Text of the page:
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Dan Jamieson | Interview

Posted by Kim Soep on

Dan Jamieson | Interview
We catch up with Dan Jamieson ahead of his third year at End of the Road Festival to talk about his love of drawing celebrities and his latest series of work. Dan Jamieson is an artist based in London. He works with a variety of pens and paints to illustrate his personal thoughts on popular culture, celebrities and icons both admired and questionable. He offers his own commentary on subjects with the addition of text on each piece. His technique and habits adopt a blend of naivety, accuracy, repetitive pattern and frenetic mark making.

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May You Live in Interesting Times | 58th Venice Biennale Review by Kat Koch

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May You Live in Interesting Times | 58th Venice Biennale Review by Kat Koch

The 58th Venice Biennale, also known as the Art World Olympics, opened at the beginning of May in one of Italy’s most heavily tourist-populated cities. Non-Venetians here take one of two forms; those who come to slurp a €20 coffee on San Marco Square or pay €80-100 for a gondola ride and those that come every two years to witness the most significant display of international art in the most unique location possible. Since 1895, the Venice Biennale has been hosted every other year. In addition to the grand national pavilions in the Giardini, in 1980 the Arsenale (the old...

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Pum | Her Surreal Collage Explained

Posted by Kim Soep on

Pum | Her Surreal Collage Explained

Pum, the Glasgow-based collagist and painter, talks about her new series of work Earth Echo: Affective Reflection and explains how collage is more to her than just making art. Kim: Why is collage your medium of choice? Pum: Collage process is an expression of my autistic brain process, and the need to physically handle ideas, the carefully cut, placed spaced and considered compositions are literally an act of Making Sense; it’s a sensory process for me to locate meaning. It helps me manage my condition and alleviates the anxiety and frustration I feel. Through a feelosophy of visual clues, I...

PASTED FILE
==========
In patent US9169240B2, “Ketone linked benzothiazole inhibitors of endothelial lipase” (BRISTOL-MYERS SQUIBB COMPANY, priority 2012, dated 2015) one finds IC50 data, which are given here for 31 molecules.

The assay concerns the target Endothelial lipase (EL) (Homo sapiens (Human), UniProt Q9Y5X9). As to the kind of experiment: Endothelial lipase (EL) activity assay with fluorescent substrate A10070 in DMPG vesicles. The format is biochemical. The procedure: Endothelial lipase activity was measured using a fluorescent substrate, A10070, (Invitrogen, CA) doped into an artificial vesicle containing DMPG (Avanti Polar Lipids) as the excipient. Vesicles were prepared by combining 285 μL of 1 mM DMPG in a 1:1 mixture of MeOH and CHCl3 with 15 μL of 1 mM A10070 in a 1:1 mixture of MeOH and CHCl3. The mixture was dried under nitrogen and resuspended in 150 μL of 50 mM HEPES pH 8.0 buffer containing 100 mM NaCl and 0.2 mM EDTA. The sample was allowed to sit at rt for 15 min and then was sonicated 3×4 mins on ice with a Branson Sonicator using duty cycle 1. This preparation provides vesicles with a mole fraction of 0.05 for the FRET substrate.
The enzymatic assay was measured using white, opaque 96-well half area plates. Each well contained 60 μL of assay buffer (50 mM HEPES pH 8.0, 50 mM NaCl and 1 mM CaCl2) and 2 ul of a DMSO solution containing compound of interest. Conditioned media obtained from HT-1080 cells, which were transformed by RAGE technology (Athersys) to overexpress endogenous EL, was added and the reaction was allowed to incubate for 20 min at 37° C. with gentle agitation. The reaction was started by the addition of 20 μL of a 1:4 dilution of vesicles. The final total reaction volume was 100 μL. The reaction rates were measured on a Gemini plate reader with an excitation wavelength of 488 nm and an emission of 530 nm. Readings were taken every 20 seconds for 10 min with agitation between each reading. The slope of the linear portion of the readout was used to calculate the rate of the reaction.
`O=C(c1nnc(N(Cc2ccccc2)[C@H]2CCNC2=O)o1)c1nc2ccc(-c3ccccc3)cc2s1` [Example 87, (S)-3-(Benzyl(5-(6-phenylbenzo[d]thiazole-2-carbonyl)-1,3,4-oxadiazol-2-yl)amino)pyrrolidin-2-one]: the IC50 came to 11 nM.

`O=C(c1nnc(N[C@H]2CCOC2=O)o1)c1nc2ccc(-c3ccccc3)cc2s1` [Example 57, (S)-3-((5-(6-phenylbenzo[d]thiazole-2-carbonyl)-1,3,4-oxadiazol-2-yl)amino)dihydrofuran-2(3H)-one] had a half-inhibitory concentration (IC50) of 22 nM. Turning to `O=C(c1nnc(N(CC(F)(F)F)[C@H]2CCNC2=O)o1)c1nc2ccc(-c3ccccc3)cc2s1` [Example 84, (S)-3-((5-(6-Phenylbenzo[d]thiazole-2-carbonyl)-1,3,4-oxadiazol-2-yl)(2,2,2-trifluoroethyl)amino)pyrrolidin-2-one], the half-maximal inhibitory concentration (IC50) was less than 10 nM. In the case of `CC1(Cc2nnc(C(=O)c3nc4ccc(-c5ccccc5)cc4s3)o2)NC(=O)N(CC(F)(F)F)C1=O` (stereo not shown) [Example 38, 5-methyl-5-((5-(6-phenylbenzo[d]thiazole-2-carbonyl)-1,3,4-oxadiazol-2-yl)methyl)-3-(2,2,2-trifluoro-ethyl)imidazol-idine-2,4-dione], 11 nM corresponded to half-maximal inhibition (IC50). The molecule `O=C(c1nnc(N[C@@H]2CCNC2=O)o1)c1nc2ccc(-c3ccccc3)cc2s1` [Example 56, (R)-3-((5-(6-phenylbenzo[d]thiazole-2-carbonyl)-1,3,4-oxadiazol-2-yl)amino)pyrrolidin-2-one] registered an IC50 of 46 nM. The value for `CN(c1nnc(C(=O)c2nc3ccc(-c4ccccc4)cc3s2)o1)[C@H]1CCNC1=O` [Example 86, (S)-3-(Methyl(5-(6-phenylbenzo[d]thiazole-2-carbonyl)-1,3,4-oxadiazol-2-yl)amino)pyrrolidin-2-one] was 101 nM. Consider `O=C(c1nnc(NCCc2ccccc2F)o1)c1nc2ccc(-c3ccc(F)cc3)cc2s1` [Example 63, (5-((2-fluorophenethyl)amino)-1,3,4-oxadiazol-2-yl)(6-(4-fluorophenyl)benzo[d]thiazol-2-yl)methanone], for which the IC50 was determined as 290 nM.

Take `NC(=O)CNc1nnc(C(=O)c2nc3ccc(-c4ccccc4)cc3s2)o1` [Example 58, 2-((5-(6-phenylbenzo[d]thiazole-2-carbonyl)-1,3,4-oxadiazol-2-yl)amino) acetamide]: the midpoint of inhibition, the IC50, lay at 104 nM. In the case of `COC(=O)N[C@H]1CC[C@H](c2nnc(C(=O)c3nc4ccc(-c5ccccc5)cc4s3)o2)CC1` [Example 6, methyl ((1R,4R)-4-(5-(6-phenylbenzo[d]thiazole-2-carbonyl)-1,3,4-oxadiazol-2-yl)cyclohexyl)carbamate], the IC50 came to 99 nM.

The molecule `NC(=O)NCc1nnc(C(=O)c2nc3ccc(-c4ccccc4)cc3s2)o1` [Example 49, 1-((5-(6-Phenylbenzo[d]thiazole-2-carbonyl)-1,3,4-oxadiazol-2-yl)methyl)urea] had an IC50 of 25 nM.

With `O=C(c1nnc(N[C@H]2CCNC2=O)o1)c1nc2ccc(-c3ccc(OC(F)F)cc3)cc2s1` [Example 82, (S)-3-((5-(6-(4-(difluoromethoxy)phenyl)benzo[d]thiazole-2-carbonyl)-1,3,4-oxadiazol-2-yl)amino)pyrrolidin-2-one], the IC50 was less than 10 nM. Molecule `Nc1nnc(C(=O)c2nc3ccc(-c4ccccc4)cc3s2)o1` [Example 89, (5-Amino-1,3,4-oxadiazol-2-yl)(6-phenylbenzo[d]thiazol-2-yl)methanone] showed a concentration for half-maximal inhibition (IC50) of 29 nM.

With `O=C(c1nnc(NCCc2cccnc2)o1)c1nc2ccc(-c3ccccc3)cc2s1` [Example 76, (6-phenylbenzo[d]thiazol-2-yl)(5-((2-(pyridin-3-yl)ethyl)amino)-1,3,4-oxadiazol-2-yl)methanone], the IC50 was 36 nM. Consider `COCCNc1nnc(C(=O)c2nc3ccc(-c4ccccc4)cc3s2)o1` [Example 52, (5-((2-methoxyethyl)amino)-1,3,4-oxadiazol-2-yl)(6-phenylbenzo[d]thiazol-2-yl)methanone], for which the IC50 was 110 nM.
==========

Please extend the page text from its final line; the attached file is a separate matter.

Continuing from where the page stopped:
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Patricia Cain | The Interchange Between Representation and Abstraction

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Patricia Cain | The Interchange Between Representation and Abstraction

Patricia Cain is a multi-award-winning artist living and working in rural Scotland. Widely recognised for her large-scale pastel drawings that vacillate between figurative and abstract art, Patricia tells readers about why she sees herself as more of a 'drawer' than a 'painter' and how her immediate environment is central to her practice.  You are a practicing artist living and working in the beautiful countryside of Dumfries and Galloway, Scotland, but previous to that you lived in Glasgow. Why did you decide to relocate and has the change of environment influenced your work? I lived in Glasgow for about 13 years...

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A tête à tête with Sarah J. Stanley

Posted by Kim Soep on

A tête à tête with Sarah J. Stanley
Just in time for Women's International Day, we interview Sarah J. Stanley, the painter from Glasgow, about her new series of artworks, entitled '1 to 6000'. She talks about how her strict Christian cult upbringing is the stimulus to her nonconformist art and how outsider artists, Z B Armstrong and Howard Finster have heavily influenced her love of grids and text.

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